Linking the Swiss and EU emissions trading systems

Linking the Swiss emissions trading system with that of the EU is beneficial for both environmental policy and the economy. An agreement to this end between Switzerland and the EU came into force on 1.1.2020, and the two emissions trading systems have since been linked.

Switzerland and the European Union (EU) operate separate emissions trading systems (ETSs). The EU ETS includes just under 11,000 installation operators, representing emissions of around 2 billion tonnes of CO2 equivalent (CO2eq), as well as over 500 aircraft operators, which account for emissions of around 65 million tonnes of CO2. Some 50 installation operators participate in the Swiss ETS, with emissions totalling approximately 5 million tonnes of CO2eq. However, because of the small number of participants, Swiss emissions trading only has limited scope for development.

Switzerland is therefore seeking to link its ETS with the much larger EU ETS, so that Swiss ETS participants can benefit from the liquid and transparent European emissions trading market and thus enjoy greater flexibility in meeting their CO2 targets. Switzerland and the EU began negotiations to link their ETSs in 2011. The technical negotiations were concluded in January 2016 with the initialling of an Agreement. The Agreement was signed in Bern on 23 November 2017. Following its approval by the EU and by the Swiss Parliament, it was ratified by Switzerland and the EU in December 2019 and entered into force on 1 January 2020. It is the first international treaty linking emissions trading systems anywhere in the world.

Overview of the content of the Agreement

The Agreement regulates the mutual recognition of emission allowances from the two ETSs, each of which has its own legal basis. Switzerland will therefore not adopt EU law. Anyone obliged to participate in the Swiss or EU ETS can use emission allowances from both their own system and that of the other party to cover the relevant greenhouse gas emissions. In addition, as a result of the linking, aviation and fossil-thermal power plants will be integrated into the Swiss ETS, in line with the system in the EU. Participants in one ETS will be entitled to apply for admission to the auctions of emission allowances in the other ETS. Compatibility between the ETSs, the equal treatment of participants and system security are ensured by, among other things, 'essential criteria' laid down in the Annexes to the Agreement.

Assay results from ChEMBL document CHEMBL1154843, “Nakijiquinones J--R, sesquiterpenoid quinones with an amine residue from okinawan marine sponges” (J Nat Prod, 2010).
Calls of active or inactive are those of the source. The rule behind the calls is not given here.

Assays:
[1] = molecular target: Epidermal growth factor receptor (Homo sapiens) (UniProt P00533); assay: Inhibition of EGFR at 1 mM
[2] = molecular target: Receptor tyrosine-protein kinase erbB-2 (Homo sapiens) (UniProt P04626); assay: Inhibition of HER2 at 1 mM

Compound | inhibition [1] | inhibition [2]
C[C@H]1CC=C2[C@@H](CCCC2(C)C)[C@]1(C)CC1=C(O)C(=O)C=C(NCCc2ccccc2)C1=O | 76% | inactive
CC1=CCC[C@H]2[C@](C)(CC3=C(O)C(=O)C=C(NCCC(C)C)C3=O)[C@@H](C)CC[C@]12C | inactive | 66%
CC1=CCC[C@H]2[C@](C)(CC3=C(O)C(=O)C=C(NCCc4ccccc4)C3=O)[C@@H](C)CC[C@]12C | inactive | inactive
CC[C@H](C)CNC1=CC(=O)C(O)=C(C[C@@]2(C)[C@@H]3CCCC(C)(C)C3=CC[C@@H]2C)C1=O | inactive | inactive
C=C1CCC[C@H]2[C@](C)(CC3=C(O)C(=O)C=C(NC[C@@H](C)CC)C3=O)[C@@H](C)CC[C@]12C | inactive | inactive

As with other agreements with the EU, a Joint Committee will be established to manage the Agreement. The Joint Committee may, in particular, decide on amendments to the Annexes. The Agreement is geared towards long-term cooperation and is therefore not time-limited. However, it may be terminated at any time subject to a six-month notice period. Since the Agreement is not intended to provide access to the internal market through the direct adoption of EU law, it will not fall within the scope of a future institutional agreement between Switzerland and the EU.

Implementation of the linking in Switzerland

Since the Agreement came into force in 2020, domestic and foreign aircraft operators that carry out domestic flights in Switzerland or flights from Switzerland to the European Economic Area (EEA) are obliged to participate in the Swiss ETS. Under the Agreement, flights from the EEA to Switzerland are covered by the EU ETS.

An electronic link between the Swiss Emissions Trading Registry and the European registry (Union Registry) has allowed emission allowances to be transferred between the registries since September 2020. As previously, anyone entitled under the Agreement to apply for admission to a Swiss auction and wishing to participate in such an auction will need to have an account in the Swiss Emissions Trading Registry.

ETS participants for whom it is not economically viable to meet their obligations under the ETS because recognition of European emission allowances in the Swiss ETS has been temporarily suspended in accordance with the Agreement, may submit an application for assessment as a case of hardship.

Further information

Last modification 30.12.2020

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